KUALA LUMPUR (June 24): Not enough investments are being made into big oil and gas (O&G) projects with long gestation periods during the industry downturn, says Petroliam Nasional Bhd (Petronas) president and group chief executive officer Tan Sri Wan Zulkiflee Wan Ariffin.
And the industry could see the impact from this in a few years, he said in a panel session during the Asia Oil and Gas Conference (AOGC) 2019 here today.
“During times when oil prices are low, I don’t think there’s enough investments being made for both oil and gas, especially in projects which require long gestation periods,” he said.
“And I think we will be seeing the impact in a few years. While the short-term demand can be fulfilled by unconventional short-cycle projects, I think as an industry, we kind of left [the investment value] in these mega projects low for good reasons,” he added.
As the O&G industry moves towards recovery from the oil price crash of 2014, Petronas, on its part, made the conscious decision of investing in two mega projects — the US$16 billion Refinery and Petrochemical Integrated Development (Rapid) petrochemical plant in Johor, and a liquefied natural gas (LNG) project in Canada, in which Petronas holds a 25% stake.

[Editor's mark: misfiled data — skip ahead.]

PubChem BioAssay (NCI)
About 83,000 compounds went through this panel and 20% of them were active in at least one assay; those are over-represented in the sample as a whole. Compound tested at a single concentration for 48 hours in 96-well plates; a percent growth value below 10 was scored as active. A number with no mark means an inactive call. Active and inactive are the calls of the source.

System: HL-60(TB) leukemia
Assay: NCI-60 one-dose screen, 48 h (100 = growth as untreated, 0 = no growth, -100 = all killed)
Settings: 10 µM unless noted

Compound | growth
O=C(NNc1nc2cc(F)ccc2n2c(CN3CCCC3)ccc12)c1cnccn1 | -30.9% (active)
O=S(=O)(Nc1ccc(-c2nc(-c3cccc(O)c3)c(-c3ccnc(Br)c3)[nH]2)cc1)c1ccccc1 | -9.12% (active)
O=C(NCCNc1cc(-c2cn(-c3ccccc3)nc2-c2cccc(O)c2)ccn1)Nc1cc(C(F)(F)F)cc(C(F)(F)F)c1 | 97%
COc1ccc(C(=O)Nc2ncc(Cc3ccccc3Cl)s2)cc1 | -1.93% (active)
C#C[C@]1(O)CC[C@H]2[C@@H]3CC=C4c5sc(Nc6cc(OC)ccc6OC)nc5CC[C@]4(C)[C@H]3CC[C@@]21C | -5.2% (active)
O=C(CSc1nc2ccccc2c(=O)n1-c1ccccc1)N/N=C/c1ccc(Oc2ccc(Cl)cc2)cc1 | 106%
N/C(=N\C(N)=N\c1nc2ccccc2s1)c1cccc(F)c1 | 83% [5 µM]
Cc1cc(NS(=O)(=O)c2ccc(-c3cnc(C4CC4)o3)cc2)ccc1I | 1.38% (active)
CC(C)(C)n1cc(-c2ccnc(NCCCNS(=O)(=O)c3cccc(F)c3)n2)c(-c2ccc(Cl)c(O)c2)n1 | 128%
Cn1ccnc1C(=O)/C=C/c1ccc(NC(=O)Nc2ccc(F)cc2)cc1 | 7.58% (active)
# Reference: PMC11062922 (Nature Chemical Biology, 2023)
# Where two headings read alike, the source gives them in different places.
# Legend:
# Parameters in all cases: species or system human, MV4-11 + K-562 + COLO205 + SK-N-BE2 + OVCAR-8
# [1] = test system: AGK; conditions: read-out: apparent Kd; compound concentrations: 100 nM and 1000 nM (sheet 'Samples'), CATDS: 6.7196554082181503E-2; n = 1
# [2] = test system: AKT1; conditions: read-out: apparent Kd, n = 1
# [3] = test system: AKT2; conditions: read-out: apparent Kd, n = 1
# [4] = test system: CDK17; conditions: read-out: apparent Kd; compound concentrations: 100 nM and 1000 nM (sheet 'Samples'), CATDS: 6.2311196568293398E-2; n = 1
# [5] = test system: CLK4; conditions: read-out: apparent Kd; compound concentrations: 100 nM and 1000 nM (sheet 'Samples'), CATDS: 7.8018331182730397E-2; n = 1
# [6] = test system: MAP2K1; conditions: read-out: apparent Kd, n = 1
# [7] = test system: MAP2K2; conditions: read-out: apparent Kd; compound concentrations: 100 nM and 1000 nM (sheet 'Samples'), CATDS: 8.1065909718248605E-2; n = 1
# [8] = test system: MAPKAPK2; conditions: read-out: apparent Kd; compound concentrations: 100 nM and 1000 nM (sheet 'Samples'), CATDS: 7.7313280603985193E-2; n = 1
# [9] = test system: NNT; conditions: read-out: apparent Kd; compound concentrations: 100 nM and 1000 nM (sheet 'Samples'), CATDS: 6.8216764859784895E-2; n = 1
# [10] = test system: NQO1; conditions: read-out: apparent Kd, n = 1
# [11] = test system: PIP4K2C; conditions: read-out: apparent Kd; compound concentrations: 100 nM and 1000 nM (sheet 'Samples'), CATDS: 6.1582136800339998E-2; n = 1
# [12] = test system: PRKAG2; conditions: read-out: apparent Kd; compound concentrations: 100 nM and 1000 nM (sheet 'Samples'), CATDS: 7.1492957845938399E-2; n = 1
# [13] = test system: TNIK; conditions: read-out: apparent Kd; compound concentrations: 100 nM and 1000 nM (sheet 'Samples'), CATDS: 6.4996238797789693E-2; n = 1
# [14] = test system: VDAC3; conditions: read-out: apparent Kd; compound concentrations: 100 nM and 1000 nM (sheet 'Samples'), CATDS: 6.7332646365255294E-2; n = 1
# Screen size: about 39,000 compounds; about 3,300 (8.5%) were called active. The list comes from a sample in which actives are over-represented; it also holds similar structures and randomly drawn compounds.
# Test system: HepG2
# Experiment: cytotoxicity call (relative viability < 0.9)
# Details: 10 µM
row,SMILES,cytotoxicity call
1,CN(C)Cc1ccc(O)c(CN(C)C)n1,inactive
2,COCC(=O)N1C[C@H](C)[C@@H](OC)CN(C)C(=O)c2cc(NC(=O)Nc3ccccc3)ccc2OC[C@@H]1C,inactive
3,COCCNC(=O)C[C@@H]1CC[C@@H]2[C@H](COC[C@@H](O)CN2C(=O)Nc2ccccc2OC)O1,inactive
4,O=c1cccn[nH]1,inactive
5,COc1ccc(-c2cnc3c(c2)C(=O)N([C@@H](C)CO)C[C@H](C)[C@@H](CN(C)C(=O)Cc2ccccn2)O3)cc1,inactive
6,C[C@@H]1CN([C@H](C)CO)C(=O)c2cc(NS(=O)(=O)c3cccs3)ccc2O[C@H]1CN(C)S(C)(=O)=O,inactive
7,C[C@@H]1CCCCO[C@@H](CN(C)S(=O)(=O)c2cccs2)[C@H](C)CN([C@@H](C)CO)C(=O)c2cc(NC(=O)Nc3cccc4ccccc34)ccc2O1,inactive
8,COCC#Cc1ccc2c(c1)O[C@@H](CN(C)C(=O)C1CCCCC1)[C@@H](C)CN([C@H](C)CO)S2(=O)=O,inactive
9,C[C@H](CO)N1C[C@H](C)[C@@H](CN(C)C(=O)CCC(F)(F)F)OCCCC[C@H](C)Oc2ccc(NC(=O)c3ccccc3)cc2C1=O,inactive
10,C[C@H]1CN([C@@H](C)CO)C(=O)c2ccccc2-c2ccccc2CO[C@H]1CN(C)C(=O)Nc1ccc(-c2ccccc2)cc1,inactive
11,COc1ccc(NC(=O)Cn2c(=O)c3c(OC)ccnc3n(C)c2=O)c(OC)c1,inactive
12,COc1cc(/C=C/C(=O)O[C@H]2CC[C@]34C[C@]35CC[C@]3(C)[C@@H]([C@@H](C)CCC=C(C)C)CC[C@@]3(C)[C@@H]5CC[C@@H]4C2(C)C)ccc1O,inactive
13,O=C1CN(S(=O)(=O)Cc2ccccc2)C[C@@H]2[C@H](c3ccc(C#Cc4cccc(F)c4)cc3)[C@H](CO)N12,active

Rapid, with its 300,000 barrels-per-day refining capacity, is expected to begin its commercial operation in the fourth quarter of this year.
“We sanctioned the project when oil prices were really, really low back in 2014. There were some advantages (from doing so). We had got good, competitive pricing from the service contractors, and it helped the project,” said Wan Zulkiflee.
“We take a very bullish view [on] the demand towards petrochemicals. There would be times of volatility, but I think the prices trends [will] go up,” he added.
Similarly, Petronas reached a final investment dicision on the C$40 billion LNG Canada project alongside partners Shell, which holds a 40% stake, PetroChina (15%), Mitsubishi (15%) and Korea Gas (5%) in October last year when low gas prices halted more investments from the industry at large.
On the renewable energy (RE) space, the national O&G major is maintaining “a measured approach” and “should not be ahead of the curve”, said Wan Zulkiflee.
“This is for the very good reason [where] the returns on renewables is not as great as the returns in conventional O&G. Essentially, it is a sweet spot that we have to determine how our investments should be so we will not be financially compromised but at the same time have the competency to play in the new energy space when the time comes.
“Honestly, time will tell whether we have taken the right decision [in terms of our investments in hydrocarbon and RE],” he noted.